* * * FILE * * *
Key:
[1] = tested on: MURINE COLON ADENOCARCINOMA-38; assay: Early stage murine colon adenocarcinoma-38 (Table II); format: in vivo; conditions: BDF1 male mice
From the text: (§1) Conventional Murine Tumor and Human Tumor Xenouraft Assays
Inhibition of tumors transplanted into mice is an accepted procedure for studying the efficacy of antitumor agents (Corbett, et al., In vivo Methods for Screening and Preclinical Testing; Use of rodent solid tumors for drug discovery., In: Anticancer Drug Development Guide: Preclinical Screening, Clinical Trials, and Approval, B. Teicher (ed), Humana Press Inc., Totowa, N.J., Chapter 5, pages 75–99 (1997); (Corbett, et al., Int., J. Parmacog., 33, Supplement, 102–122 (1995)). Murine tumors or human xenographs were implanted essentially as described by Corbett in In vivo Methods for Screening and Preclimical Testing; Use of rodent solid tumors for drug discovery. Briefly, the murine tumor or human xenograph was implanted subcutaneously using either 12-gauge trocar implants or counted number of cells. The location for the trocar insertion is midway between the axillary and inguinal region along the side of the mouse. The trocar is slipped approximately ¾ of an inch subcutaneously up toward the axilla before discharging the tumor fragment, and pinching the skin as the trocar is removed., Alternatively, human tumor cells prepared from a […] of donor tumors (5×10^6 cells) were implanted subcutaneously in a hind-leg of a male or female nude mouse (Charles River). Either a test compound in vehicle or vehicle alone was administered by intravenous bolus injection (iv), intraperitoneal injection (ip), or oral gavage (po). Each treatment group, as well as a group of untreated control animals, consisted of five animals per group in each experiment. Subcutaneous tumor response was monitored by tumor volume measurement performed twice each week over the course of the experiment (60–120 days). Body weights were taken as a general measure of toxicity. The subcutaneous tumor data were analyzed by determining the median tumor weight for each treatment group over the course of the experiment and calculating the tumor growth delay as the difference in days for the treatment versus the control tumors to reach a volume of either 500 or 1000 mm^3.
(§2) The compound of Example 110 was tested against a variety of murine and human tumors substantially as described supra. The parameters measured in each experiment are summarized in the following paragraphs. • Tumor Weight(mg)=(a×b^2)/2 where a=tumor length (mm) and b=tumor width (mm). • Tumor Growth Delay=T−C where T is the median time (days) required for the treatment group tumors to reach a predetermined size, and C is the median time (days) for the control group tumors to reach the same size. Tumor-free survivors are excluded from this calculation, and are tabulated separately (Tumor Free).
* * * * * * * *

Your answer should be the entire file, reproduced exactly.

Key:
[1] = tested on: MURINE COLON ADENOCARCINOMA-38; assay: Early stage murine colon adenocarcinoma-38 (Table II); format: in vivo; conditions: BDF1 male mice
From the text: (§1) Conventional Murine Tumor and Human Tumor Xenouraft Assays
Inhibition of tumors transplanted into mice is an accepted procedure for studying the efficacy of antitumor agents (Corbett, et al., In vivo Methods for Screening and Preclinical Testing; Use of rodent solid tumors for drug discovery., In: Anticancer Drug Development Guide: Preclinical Screening, Clinical Trials, and Approval, B. Teicher (ed), Humana Press Inc., Totowa, N.J., Chapter 5, pages 75–99 (1997); (Corbett, et al., Int., J. Parmacog., 33, Supplement, 102–122 (1995)). Murine tumors or human xenographs were implanted essentially as described by Corbett in In vivo Methods for Screening and Preclimical Testing; Use of rodent solid tumors for drug discovery. Briefly, the murine tumor or human xenograph was implanted subcutaneously using either 12-gauge trocar implants or counted number of cells. The location for the trocar insertion is midway between the axillary and inguinal region along the side of the mouse. The trocar is slipped approximately ¾ of an inch subcutaneously up toward the axilla before discharging the tumor fragment, and pinching the skin as the trocar is removed., Alternatively, human tumor cells prepared from a […] of donor tumors (5×10^6 cells) were implanted subcutaneously in a hind-leg of a male or female nude mouse (Charles River). Either a test compound in vehicle or vehicle alone was administered by intravenous bolus injection (iv), intraperitoneal injection (ip), or oral gavage (po). Each treatment group, as well as a group of untreated control animals, consisted of five animals per group in each experiment. Subcutaneous tumor response was monitored by tumor volume measurement performed twice each week over the course of the experiment (60–120 days). Body weights were taken as a general measure of toxicity. The subcutaneous tumor data were analyzed by determining the median tumor weight for each treatment group over the course of the experiment and calculating the tumor growth delay as the difference in days for the treatment versus the control tumors to reach a volume of either 500 or 1000 mm^3.
(§2) The compound of Example 110 was tested against a variety of murine and human tumors substantially as described supra. The parameters measured in each experiment are summarized in the following paragraphs. • Tumor Weight(mg)=(a×b^2)/2 where a=tumor length (mm) and b=tumor width (mm). • Tumor Growth Delay=T−C where T is the median time (days) required for the treatment group tumors to reach a predetermined size, and C is the median time (days) for the control group tumors to reach the same size. Tumor-free survivors are excluded from this calculation, and are tabulated separately (Tumor Free).